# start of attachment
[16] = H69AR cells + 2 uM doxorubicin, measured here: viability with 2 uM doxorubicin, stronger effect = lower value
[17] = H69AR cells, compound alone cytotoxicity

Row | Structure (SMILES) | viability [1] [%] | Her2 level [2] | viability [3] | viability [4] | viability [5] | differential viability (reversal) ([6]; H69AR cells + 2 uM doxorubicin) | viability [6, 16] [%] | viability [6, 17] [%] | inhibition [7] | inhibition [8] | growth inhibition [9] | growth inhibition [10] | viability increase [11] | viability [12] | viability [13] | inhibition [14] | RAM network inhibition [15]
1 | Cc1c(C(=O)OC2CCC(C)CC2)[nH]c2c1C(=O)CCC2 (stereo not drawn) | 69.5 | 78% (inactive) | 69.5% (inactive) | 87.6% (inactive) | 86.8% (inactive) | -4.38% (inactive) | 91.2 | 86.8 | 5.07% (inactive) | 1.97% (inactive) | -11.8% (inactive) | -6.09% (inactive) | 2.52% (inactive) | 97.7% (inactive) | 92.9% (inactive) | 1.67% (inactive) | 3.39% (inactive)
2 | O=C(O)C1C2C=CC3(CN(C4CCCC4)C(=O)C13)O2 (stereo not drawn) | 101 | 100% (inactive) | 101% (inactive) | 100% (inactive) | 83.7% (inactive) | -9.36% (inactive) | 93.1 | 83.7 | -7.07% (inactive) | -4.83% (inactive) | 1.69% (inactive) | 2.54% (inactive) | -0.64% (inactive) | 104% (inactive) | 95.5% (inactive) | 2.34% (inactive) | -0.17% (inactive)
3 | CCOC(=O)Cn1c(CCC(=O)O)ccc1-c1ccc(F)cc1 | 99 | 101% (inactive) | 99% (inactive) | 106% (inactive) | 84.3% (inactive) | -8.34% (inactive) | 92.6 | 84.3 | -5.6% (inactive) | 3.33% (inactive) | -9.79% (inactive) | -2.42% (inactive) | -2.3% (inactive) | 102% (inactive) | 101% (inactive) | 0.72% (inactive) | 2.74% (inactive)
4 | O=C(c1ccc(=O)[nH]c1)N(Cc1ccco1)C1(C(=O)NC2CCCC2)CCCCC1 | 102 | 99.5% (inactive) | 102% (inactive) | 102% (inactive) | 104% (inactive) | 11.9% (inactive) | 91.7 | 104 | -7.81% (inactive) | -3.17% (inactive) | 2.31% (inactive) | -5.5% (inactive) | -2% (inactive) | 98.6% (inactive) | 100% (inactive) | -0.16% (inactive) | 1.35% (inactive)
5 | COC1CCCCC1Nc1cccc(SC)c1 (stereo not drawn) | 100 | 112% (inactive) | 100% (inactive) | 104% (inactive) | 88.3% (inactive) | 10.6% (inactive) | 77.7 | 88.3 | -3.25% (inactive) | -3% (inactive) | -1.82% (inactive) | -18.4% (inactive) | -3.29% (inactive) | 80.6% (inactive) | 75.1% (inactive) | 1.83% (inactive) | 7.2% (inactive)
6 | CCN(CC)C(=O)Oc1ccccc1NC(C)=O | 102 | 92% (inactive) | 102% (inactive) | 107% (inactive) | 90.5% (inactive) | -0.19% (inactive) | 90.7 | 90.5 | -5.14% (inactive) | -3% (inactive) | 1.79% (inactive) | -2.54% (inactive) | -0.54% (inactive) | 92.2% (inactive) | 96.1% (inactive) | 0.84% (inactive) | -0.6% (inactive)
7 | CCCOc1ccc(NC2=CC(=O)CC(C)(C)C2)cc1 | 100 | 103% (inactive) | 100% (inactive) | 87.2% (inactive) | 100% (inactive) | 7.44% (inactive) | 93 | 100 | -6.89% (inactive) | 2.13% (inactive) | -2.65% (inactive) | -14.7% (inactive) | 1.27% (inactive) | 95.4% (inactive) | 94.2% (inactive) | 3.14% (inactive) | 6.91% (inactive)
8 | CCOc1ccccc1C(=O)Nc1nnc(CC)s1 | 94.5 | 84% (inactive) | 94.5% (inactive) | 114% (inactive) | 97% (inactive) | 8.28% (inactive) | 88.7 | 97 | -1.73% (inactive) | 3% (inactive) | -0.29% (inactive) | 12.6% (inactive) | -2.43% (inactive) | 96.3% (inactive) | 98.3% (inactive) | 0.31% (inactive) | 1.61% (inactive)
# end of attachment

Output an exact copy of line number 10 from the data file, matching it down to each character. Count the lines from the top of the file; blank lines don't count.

7 | CCCOc1ccc(NC2=CC(=O)CC(C)(C)C2)cc1 | 100 | 103% (inactive) | 100% (inactive) | 87.2% (inactive) | 100% (inactive) | 7.44% (inactive) | 93 | 100 | -6.89% (inactive) | 2.13% (inactive) | -2.65% (inactive) | -14.7% (inactive) | 1.27% (inactive) | 95.4% (inactive) | 94.2% (inactive) | 3.14% (inactive) | 6.91% (inactive)